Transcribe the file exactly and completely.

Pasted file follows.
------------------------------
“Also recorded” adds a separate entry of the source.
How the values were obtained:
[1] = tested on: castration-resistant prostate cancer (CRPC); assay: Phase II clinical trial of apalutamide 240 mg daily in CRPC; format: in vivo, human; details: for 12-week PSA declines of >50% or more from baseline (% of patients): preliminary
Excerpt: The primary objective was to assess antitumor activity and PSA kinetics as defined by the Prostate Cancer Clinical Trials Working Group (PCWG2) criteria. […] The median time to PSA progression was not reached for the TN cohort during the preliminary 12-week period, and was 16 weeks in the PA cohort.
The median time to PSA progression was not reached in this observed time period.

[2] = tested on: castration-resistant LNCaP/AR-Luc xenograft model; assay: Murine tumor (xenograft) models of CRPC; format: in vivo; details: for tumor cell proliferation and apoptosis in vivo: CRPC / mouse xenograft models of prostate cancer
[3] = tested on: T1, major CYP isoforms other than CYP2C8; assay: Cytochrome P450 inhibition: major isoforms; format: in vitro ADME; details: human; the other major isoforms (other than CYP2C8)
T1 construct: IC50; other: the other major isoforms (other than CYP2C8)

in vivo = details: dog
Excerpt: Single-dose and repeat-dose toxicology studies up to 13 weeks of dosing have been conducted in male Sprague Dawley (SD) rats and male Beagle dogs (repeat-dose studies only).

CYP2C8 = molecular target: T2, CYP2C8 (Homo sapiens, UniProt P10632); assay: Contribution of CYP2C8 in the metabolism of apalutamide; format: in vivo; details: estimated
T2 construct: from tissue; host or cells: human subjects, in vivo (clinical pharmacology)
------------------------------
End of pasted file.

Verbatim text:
“Also recorded” adds a separate entry of the source.
How the values were obtained:
[1] = tested on: castration-resistant prostate cancer (CRPC); assay: Phase II clinical trial of apalutamide 240 mg daily in CRPC; format: in vivo, human; details: for 12-week PSA declines of >50% or more from baseline (% of patients): preliminary
Excerpt: The primary objective was to assess antitumor activity and PSA kinetics as defined by the Prostate Cancer Clinical Trials Working Group (PCWG2) criteria. […] The median time to PSA progression was not reached for the TN cohort during the preliminary 12-week period, and was 16 weeks in the PA cohort.
The median time to PSA progression was not reached in this observed time period.

[2] = tested on: castration-resistant LNCaP/AR-Luc xenograft model; assay: Murine tumor (xenograft) models of CRPC; format: in vivo; details: for tumor cell proliferation and apoptosis in vivo: CRPC / mouse xenograft models of prostate cancer
[3] = tested on: T1, major CYP isoforms other than CYP2C8; assay: Cytochrome P450 inhibition: major isoforms; format: in vitro ADME; details: human; the other major isoforms (other than CYP2C8)
T1 construct: IC50; other: the other major isoforms (other than CYP2C8)

in vivo = details: dog
Excerpt: Single-dose and repeat-dose toxicology studies up to 13 weeks of dosing have been conducted in male Sprague Dawley (SD) rats and male Beagle dogs (repeat-dose studies only).

CYP2C8 = molecular target: T2, CYP2C8 (Homo sapiens, UniProt P10632); assay: Contribution of CYP2C8 in the metabolism of apalutamide; format: in vivo; details: estimated
T2 construct: from tissue; host or cells: human subjects, in vivo (clinical pharmacology)